--Smack dab in the middle of the page with the lesson for today
(next to one of the tiny periods on it
--and making it look like a colon).
There the mysterious little creature slowly started
turning and growing, wriggling, squirming
... until it had become fatter than some of the commas around it!
It grew in size so much
that it looked like it was about to pop out of the book.
But most amazing of all: "Hello, Will Powerfool,"
the tiny little creature suddenly told him... using words!
"Hello--mite!?!" Will Powerfool couldn't help answering
the tiny creature, almost in shock.
He lifted his head to see if anybody else around him could also see it,
but the mite seemed to be invisible to everyone except to him:
"What... are you!?" Will Powerfool asked it.
Only, "WILL!!! POWERFOOL!!!"
Mean old Mrs. Lumness screamed from the front of the class
(as loudly as if she'd been talking to somebody in China):
"YOU! TALKING! A! MIGHT!?" She asked
(something which, naturally, shocked Will Powerfool
quite a lot)...
"Yes, ma'am," he meekly confessed to mean old
Mrs. Lumness with a shaking voice: "A mite!"
Then he pushed his face into his arithmetic book
so mean old Mrs. Lumness couldn't see his lips moving:
"Teacher can see you," he warned the tiny Talking Mite:
"Boy!" What eyes that mean old Mrs. Lumness had!
"Gosh," he himself had to squint just to see the Talking Mite clearly,
and it was standing right there on top of the page before him
almost right up against his nose!
"WELL!! I!! DON'T!! WANT!! YOU!! TALKING!!
TO!! ANYBODY!! OUTSIDE!! YOUR!! ARITHMETIC!! BOOK!!
ANY!! MORE!! HEAR!!!?" Mean old Mrs. Lumness hollered.
"Hear?!" (Which he didn't ask her).
But, wasn't that exactly what he was doing!?
There was just no way to please grownups!
"But--" he tried to protest to mean old Mrs. Lumness:
"BUT!!! NOTHING!!!" Mean old Mrs. Lumness cut him off,
so loudly that paint chipped off the walls again
(and every other kind of loose stuff).
A few loud words more from her --for good measure--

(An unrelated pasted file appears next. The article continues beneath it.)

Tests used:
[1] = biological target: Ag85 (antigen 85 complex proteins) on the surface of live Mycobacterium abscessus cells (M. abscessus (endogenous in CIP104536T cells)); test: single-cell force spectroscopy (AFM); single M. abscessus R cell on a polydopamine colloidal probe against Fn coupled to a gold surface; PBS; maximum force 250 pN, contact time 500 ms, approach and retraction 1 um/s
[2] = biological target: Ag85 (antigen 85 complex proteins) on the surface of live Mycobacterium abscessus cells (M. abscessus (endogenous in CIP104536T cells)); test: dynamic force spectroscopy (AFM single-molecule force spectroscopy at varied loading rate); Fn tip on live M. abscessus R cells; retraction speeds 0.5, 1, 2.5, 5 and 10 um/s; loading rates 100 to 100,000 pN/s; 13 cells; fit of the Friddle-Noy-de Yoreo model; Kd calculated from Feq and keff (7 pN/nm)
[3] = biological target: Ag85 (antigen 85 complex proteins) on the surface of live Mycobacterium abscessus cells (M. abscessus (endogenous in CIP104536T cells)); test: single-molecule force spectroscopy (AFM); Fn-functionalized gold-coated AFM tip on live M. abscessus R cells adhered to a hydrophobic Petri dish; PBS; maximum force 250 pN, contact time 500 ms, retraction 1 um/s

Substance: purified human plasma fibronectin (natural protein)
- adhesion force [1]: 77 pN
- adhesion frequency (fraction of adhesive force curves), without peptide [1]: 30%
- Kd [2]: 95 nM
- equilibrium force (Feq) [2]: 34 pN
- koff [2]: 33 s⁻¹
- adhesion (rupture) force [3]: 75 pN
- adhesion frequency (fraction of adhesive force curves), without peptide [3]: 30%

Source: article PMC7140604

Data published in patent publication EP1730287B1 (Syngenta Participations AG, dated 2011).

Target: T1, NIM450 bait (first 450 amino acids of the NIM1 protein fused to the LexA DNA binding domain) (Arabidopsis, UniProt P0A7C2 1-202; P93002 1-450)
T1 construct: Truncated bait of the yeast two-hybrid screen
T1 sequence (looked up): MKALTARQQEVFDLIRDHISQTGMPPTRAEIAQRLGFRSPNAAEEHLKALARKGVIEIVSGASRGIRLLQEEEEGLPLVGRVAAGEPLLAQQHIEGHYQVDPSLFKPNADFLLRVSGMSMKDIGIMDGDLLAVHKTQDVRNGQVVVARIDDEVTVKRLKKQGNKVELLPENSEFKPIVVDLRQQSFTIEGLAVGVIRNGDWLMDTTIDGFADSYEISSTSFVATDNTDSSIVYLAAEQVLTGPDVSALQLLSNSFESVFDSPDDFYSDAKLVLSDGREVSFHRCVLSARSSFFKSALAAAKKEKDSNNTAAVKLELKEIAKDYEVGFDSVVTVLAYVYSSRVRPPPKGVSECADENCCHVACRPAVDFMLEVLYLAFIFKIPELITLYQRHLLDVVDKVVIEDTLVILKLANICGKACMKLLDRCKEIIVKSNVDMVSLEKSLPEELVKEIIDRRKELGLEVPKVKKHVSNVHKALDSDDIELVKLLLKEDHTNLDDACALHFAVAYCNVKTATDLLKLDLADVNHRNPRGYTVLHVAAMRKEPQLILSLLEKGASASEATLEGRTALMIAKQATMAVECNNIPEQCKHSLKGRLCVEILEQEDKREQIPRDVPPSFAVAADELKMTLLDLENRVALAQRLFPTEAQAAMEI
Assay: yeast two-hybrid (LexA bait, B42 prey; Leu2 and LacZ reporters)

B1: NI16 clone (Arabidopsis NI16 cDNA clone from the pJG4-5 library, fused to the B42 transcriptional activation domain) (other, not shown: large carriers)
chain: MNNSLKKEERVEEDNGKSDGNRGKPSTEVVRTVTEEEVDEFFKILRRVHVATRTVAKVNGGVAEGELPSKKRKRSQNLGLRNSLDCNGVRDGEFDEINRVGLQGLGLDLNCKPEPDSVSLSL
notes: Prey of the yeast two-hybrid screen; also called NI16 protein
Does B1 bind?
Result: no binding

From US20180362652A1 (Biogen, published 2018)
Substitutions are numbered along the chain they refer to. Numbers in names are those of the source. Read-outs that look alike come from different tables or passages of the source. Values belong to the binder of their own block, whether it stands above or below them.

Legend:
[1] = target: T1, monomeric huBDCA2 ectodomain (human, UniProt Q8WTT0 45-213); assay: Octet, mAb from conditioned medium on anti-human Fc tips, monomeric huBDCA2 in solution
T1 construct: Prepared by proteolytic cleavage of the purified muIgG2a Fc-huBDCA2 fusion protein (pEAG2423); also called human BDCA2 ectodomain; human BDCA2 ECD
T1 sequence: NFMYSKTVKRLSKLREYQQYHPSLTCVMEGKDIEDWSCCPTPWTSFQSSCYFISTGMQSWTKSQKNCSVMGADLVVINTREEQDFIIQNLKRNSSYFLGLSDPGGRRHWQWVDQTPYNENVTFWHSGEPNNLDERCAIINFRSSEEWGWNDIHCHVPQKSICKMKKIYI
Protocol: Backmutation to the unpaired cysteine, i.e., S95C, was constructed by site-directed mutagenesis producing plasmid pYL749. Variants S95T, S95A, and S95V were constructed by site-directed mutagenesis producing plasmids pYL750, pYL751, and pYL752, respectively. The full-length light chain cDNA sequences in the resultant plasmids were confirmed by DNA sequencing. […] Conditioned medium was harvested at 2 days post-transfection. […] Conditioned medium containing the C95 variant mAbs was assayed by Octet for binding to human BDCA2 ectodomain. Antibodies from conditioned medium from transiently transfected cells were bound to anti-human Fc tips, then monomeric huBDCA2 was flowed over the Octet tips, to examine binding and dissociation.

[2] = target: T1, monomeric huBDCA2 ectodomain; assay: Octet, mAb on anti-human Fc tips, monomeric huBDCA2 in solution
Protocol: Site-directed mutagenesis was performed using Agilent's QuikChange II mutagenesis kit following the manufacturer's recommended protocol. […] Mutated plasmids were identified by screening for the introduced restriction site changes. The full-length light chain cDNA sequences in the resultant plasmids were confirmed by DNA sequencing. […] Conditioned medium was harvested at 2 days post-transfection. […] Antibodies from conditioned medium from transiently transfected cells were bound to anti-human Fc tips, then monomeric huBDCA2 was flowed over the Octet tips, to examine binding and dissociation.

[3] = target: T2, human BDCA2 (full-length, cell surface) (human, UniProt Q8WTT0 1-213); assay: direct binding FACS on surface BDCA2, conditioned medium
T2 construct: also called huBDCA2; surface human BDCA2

and Will Powerfool hushed up for good:
"Yes, ma'am," was the last thing he
talked back to her: "Thank you kindly!"
Then he stuck his nose so deeply into his arithmetic book
that each snort of his nose was like a hurricane
over the head of the Talking Mite.
"Boy! Boy! Boy," he whispered to the little animal,
almost sweeping him off the page every time be breathed out
and almost sucking him up every time he breathed in
(so close was the little creature standing to his nose).
"Don't worry," the Talking Mite told him: "I'll talk, you listen!"
(Which, considering how closely Mrs. Lumness was watching him,
even Will Powerfool thought the wisest thing to do.)
The Talking Mite calmly told him
(standing there on top of his lesson for today)
that he --that little Talking Mite no less--
he thought Will Powerfool had suffered long enough
at the hands of every grownup there was:
"What?!" Will Powerfool whispered softly to the Talking Mite
(although his words were still like a hurricane to the tiny animal),
keeping an eye out for eagle-eyed mean old Mrs. Lumness,
who was watching his every quiver and twitch without a letup
all the way from the head of the class.
"That's right," said The Talking Mite
(by then grown bigger than any comma
on the arithmetic page he was talking from):
"From this moment on, you," the Talking Mite told
Will Powerfool: "You can have everything you wish for!
From here on out you are the most powerful person
in this entire whole little planet Earth!"
"Wow!" Will Powerfool whispered, mightily impressed,
but whispering everything very softly,
between glances up at mean old Mrs. Lumness
where she was tracking his every move, suspiciously,
never once giving up on trying to catch him talking.
"Not only that," continued the Talking Mite,
its voice as full of mirth as if they had been buddies
talking things over at the park: "If you like,
you can become the Ruler of The Universe!"
Then, "WILL!!! POWERFOOL!!!" hollered
mean old Mrs. Lumness --for no reasons at all,
he was sure; probably just to keep him jumping.
(Which it did.)
"Provided you measure up to it, of course
--Har! Har," laughed the Talking Mite cheerfully:
"And provided you can also come up with
a few rhymes--Har!"
Even in the middle of all this cosmic transfer of power
Will Powerfool couldn't help thinking that
the Talking Mite might be talking a bit too loudly
(even as tiny as it was). And, sure enough:
"YOU!! STILL!! TAKING!! A!! MIGHT!!!?"
Mean old Mrs. Lumness was soon hollering,
and meaning it this time:
"No, ma'am," the mightiest being on the whole planet answered her
in a terrible fright, shaking as much as if he had been lying.
Which, of course (come to think of it)... he was!
"GOOD!!!! THAT'S!! WHAT!! I!! WANT!!!"
Hollered mean old Mrs. Lumness back at him
(as if everybody in the world might have gone deaf all of a sudden),
and making absolutely no sense to Will Powerfool.
"What a weird thing!" Will Powerfool was forced to admit to himself:
"No doubt of it!" (Thinking the whole thing way over his head,
and finding so little in any of it that made any sense.)
The Talking Mite gave him a magic word then
with which, he told him, with which he could
work any spell of wishes he'd like
(just by wishing for it inside his head):
"Boy?!?" Will Powerfool asked, amazed,